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BTP officer fatigue is evidence rosters are not 'as successful as described'


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Officer well-being must not be overlooked, says Fed.

DCC Adrian Hanstock

DCC Adrian Hanstock


Retention and rest day cancellations are still undermining British Transport Police workforce morale almost a year after HMIC raised the issue, the federation has claimed.  

In February 2017 HMIC inspectors found BTP was regularly cancelling officers’ rest days for “regular events”, resulting in an estimated £4-5 million annual overtime bill to cover “predictable demands.”

The report, which was only published last month, said a BTP deployment programme, introduced to analyse how BTP’s frontline resources are being allocated, discovered frontline uniformed officers and staff weren’t well distributed geographically and did not have the right shift patterns to meet demand.

In April 2017 new “corporate” rosters were introduced to help tackle the problem but the BTP Federation disputed Chief Constable Paul Crowther’s claims about the success of the new shift rotas.

Divisional commands were allowed to propose their own rosters, which were rejected on the grounds they failed to meet demand.

The proposed rosters would result in about 1,000 rest days being cancelled each month and 230 fewer officers and PCSOs available on Saturdays (a key day for the force), the federation was told.

BTP Federation Chairman Nigel Goodband said CC Crowther has claimed the current roster is “already having a positive impact in officers' work/life balance and ability to plan time off with more certainty.”

“This is at odds with the feedback we receive from officers. I accept rest day cancellations have reduced but there is still a long way to go and we regularly receive evidence of shift patterns being altered that would suggest it isn't as successful as described.

“Our main concern remains the 'fatigue factor'. Although the rosters may meet demand, what is the impact on performance and more importantly, what about wellbeing?”

He told Police Oracle although the new rosters have been designed to better meet peak demand times such as Saturdays, the knock-on impact on officers’ welfare has not been addressed.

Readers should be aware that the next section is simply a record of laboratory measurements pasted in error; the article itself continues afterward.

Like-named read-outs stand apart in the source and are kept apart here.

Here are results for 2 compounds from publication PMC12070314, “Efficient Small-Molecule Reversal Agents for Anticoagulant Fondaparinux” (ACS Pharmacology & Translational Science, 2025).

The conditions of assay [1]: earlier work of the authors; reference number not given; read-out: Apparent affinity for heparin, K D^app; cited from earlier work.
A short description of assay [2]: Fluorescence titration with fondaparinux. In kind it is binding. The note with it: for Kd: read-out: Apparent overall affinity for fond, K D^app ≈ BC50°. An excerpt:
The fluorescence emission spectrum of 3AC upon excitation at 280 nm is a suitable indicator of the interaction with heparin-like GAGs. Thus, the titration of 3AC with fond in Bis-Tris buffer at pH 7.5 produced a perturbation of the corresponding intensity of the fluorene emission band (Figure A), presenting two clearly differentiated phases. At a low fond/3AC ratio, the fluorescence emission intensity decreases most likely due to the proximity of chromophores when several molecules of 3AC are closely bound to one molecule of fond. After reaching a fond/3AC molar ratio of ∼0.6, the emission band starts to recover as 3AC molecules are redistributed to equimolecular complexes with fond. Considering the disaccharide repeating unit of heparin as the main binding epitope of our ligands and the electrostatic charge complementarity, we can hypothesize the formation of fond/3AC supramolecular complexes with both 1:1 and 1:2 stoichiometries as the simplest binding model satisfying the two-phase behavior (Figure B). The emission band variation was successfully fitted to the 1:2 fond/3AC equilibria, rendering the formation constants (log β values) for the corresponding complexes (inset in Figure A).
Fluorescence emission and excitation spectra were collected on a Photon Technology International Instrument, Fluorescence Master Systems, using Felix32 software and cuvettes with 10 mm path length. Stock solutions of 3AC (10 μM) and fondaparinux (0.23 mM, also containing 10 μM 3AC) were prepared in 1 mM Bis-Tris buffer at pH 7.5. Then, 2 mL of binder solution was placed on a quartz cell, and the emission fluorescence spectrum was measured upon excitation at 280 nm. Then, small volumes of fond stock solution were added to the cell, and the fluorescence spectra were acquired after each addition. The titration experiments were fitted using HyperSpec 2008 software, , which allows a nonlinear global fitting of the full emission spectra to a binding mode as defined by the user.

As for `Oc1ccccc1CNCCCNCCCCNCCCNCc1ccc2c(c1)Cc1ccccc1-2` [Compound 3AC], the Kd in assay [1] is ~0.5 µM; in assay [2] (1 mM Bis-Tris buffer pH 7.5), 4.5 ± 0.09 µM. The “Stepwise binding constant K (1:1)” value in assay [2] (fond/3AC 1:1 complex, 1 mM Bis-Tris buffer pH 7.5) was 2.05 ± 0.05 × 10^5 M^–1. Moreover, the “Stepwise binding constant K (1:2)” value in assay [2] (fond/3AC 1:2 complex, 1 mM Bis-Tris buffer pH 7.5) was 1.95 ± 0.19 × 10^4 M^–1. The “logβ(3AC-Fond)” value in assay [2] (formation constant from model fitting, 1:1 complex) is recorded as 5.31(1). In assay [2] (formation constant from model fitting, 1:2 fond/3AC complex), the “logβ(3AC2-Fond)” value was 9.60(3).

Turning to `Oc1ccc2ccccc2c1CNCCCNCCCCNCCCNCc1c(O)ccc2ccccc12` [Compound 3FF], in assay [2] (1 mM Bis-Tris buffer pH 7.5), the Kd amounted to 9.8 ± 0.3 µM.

“The new rosters mean officers are working increased anti-social hours and the impact upon officers’ ability to perform should not be overlooked.

“If you have a Saturday rest day cancelled the officer will want another Saturday back. But they may only get two weekends in nine off and it can be months before they can apply their additional rest day. 

“Officers are very busy, very tired and very committed, nonetheless the self-motivation, commitment and pride is wearing very thin.

“Retention is also another issue that needs to be accounted for.”

Deputy Chief Constable Adrian Hanstock, chairman of the Demand Programme, said the current shift variations were in fact implemented in response to a 2015 staff survey.

He said the alternate rosters proposed by officers were turned down as “it would create the situation where too few officers would be on duty at key times of the week, particularly on Saturdays in order to meet the commitments of policing those travelling to and from football matches, leading to regular and unwelcome cancellation of rest days.”

DCC Hanstock added: “Throughout the Demand and Resources Review programme there have been regular meetings and consultation sessions, including visits by the Chief Constable and Deputy Chief Constable to various locations across the country to gauge the effectiveness of the model.

“In addition the BTP Federation meets regularly with the Chief Constable and has a standing place on the Demand Programme Board.

“Since the rosters were introduced, cancelled rest days have reduced by a third. As a consequence of having a more consistent duties model, planning for major events enables rest changes to be advised at least 90 days in advance in line with police regulations.

“Vacancies across the force and the impact of unplanned abstractions (i.e. sickness, short-notice leave, temporary promotions, etc.) will invariably mean shift times can be extended or changed at the last minute, however, it is unlikely that any roster pattern could accommodate this degree of unforeseen change across such a broad area of coverage.” 

A BTP spokeswoman said more than 200 probationers are expected to join the frontline over the next three months.

More than 200 probationers will graduate from our training centre over the next three months and have been posted to frontline roles bringing additional operational resilience to meet the demand.

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